If a seal is operated at more than the maximum operating height, it may fail to seal because the assembly is not compressed axially in an amount sufficient to create the required end or axial loading force on the seal band; in other words, the two primary sealing members which rotate relative to each other are not being urged toward each other with the requisite force to create a lubricant-retaining, dirt-excluding seal. On the other hand, when the seal is compressed beyond the permissible minimum working height, compression of the secondary member is at a maximum, and further compression will create such extreme axial forces that the seal parts will extrude the film of lubrication from between them, and will then rapidly fail in use by reason of excessive friction and the high temperatures typically accompanying such conditions.

Referring now again to FIGS. 6-9, a typical installation of the modified form of seal is there shown to include a spacer 42d, the bushing 28d, having an end face mating portion 38d and a counterbore with a radially extending wall portion 44d and an axially extending wall 46d. The seal receiving cavity 36d is defined by the three surfaces just referred to, in addition to the radially outwardly directed face 40d of the spacer 42d.

As shown in FIG. 7, when the seal assembly 10d is about to be installed within the seal receiving cavity 36d the primary and secondary annular member 48d, 60d are positioned within the counterbore or seal-receiving opening 36d. At this point, the radially outwardly directed, axially extending surface portion 68d and the radially inwardly directed, axially extending surface 66d are parallel to each other but spaced by clearances "X" and "Y" respectively, from the counterbore surface 46d and from the radially outwardly facing, axially extending surface 62d on the primary seal ring member 48d.

Typically, these "X" and "Y" clearances would be of the order of a few thousandths of an inch. In one preferred embodiment, the clearance "Y" is substantially zero or even a light interference fit, while clearance "X" is 0.020 - 0.060 inches. In such a case, the light interference fit between the surfaces 66d and 62d serves to insure that the two rings 48d, 60d may be handled as a unit. An important feature of the invention is that, when the seal is in this position, the molded rubber part 60d and 48d are in a substantially relaxed or as-molded condition and, the end face 38d of the bushing 28d is spaced from the seal band portion or edge 52d of the primary member. In this as-molded condition, there will be a certain, predetermined angled θ lying between a radial plane and the frusto-conical extent of the body secondary seal member 60d. For purposes of illustration, such angle θ might be 30°.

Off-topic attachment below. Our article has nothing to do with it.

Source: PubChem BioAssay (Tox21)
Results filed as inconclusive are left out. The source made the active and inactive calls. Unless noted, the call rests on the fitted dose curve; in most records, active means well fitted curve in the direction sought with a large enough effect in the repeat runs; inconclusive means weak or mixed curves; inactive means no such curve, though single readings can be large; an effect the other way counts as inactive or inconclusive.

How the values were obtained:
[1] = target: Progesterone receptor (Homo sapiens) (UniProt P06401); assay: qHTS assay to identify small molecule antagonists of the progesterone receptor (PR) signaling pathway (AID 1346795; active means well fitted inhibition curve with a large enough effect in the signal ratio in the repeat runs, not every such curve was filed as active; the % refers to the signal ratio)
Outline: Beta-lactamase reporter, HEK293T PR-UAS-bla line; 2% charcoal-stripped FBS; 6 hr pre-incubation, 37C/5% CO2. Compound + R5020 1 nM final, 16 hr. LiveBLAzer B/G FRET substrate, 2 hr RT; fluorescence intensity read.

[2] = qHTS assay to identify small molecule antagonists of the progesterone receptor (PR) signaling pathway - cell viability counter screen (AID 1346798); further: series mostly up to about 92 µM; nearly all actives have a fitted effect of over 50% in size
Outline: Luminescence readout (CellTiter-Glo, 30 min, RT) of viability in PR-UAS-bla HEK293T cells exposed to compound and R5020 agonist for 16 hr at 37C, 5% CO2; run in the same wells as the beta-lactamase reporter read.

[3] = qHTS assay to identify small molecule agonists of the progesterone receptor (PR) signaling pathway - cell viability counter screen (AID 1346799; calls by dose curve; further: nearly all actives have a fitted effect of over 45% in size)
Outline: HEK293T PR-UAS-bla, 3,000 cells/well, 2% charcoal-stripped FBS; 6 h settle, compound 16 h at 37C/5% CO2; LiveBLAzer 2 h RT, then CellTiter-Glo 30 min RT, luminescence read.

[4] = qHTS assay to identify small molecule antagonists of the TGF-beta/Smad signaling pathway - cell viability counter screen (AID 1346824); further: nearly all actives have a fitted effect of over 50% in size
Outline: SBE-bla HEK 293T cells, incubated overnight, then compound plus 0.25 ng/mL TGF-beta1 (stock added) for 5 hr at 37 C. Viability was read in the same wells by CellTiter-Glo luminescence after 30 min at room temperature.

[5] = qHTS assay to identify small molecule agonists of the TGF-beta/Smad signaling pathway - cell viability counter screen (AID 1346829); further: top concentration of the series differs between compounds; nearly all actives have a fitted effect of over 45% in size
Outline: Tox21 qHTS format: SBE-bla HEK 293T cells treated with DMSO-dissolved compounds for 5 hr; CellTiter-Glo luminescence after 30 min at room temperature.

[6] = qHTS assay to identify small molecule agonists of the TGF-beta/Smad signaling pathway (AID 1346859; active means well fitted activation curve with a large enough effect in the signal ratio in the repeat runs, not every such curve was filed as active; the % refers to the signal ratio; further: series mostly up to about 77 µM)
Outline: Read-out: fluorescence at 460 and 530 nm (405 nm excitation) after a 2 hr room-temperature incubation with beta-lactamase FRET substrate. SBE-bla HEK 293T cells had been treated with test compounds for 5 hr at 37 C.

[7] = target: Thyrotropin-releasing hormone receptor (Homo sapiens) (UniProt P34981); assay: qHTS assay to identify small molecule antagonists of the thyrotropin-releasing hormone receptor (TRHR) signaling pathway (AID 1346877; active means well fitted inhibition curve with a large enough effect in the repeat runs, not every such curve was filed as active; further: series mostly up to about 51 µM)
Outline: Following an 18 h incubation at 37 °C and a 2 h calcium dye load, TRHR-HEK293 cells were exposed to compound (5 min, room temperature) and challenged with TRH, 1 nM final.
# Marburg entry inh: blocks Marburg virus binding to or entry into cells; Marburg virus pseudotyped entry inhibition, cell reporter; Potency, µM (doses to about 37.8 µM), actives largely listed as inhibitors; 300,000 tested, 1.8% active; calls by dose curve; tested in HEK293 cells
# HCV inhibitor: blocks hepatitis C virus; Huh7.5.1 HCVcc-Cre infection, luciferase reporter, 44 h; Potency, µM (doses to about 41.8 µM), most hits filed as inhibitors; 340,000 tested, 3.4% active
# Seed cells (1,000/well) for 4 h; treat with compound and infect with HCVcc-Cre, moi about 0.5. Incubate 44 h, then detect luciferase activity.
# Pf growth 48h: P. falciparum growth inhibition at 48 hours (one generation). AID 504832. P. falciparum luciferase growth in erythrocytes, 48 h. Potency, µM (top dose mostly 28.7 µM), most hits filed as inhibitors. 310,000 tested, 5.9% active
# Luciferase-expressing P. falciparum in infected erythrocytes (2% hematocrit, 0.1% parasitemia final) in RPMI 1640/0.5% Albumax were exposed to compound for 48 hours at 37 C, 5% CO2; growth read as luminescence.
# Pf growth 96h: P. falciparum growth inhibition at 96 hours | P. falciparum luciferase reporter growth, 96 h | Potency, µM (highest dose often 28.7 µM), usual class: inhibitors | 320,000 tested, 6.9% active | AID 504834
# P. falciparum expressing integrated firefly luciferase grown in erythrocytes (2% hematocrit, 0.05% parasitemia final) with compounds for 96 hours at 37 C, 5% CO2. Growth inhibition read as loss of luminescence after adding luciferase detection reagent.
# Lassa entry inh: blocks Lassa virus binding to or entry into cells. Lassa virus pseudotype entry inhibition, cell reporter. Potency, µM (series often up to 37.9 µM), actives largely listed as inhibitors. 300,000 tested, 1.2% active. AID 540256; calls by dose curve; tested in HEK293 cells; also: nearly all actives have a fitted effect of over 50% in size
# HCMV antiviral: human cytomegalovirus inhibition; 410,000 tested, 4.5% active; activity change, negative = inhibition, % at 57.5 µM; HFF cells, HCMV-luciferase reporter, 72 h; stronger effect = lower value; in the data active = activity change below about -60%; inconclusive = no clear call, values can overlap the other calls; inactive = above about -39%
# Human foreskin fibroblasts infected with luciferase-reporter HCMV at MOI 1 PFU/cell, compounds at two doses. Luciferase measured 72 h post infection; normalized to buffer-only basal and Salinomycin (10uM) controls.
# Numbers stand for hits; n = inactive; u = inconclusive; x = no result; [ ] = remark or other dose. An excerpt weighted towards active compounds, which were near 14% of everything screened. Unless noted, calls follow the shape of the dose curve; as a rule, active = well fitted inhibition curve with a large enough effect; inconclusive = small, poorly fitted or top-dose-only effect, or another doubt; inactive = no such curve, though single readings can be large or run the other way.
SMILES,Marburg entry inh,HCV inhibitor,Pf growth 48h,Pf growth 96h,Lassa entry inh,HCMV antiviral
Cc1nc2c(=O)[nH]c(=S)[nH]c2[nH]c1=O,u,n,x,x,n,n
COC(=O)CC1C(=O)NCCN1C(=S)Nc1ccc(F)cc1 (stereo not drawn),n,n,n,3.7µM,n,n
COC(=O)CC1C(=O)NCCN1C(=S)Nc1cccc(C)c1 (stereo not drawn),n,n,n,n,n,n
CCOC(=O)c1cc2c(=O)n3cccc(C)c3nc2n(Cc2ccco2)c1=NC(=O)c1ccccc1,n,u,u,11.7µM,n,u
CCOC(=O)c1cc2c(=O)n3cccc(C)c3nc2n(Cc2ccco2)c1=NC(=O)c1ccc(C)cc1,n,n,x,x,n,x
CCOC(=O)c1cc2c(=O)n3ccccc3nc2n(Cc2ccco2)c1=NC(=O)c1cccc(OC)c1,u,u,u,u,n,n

As shown in FIG. 8, installation is accomplished by moving the bushing 28d and its related portion 22d of the track link toward the end cap 16d. During this installation, the bushing 28d slides axially relative to the track pin 14d. FIG. 8 shows that, as the edge portion or seal band 52d of the primary seal ring 48d engages the mating surface 38d on the bushing 28d and is moved axially thereby, the frusto-conical secondary seal member 60d is moved so as to snugly seated with the radiused portion 78d thereof engaging the correspondingly radiused portion 80d of the counterbore 36d within the end cap 16d. Further compression generates sufficient axial load for an effective seal by distorting the secondary member 60d in compression and reducing the angled θ slightly, to 20° or 25°, for example.

When the secondary seal member 60d is in the position shown in FIG. 8, the front and rear surfaces 70d, 72d thereof are inclined with angle θ but are parallel to each other and not measurably bulged or distorted.

FIG. 6 shows the seal in a typical or "specification" position of use and thus shows the surfaces 70d, 72d to be bulged somewhat. FIG. 9 shows the seal at a so-called minimum height, and shows that the front and rear walls or surfaces 70d and 72d are bulged significantly, and that the entire leading edge, which in the embodiment of FIGS. 6-9 is a two-element surface consisting of a radially inner, generally planar portion 200 and a radially outer, generally frusto-conical portion 202, is inclined rearwardly and radially outwardly. In other words, the inner, normally planar surface 202 is inclined radially outwardly and toward the bottom of the counterbore, while the frusto-conical surface portion 200 which terminates in the sealing edge 52d is inclined somewhat less forwardly than it would be under a lower axial load.

By noting the indications of axial extent or height H1, H2, H3, and H4 in FIGS. 6-9, an illustration is given of the meaning of terms just used concerning installed height or "working height". The dimension H1, form the leading edge 52d of the primary member 48d to the rear edge or rounded corner portion 78b of the secondary seal member 60d is shown in FIG. 7 to be the greatest height. This maximum height is the height of the unit as it is manufactured and before installation. H2 shows the maximum installed height, which is slightly less than the manufactured height, inasmuch as some axial load has been applied. H3 is a typical specification or installed height, under a moderate or intended working load. H4 is the shortest or minimum installed height and is the height attained under the highest permitted load.

Referring now to the feature of the invention which resides in the articulated or two-segment surface 200, 202, on the leading or sealing surface edge of the radial flange of the primary seal member 48d, this two-segment surface construction has proved advantageous in use. This construction permits a slightly greater effective angle to be achieved between the surface 202 and the surface 38d than can be achieved between counterpart surfaces 50 and 38 in the embodiment of FIGS. 1-5. When the seal operates through a range of low working heights, including those such as shown in FIG. 9, the provision of the frusto-conical portion 22 allows the angle between the surface 200 and the end face surface 38d of the bushing 28d to be sharp enough to create a good seal.

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Classifications
U.S. Classification305/103, 277/380, 277/402, 277/407, 277/391
International ClassificationF16J15/34
Cooperative ClassificationF16J15/34
European ClassificationF16J15/34
Legal Events
DateCodeEventDescription
Dec 10, 1993ASAssignment
Owner name: SKF USA INC., ILLINOIS
Free format text: ASSIGNMENT OF ASSIGNORS INTEREST;ASSIGNOR:CHICAGO RAWHIDE MANUFACTURING COMPANY;REEL/FRAME:006797/0048
Effective date: 19931130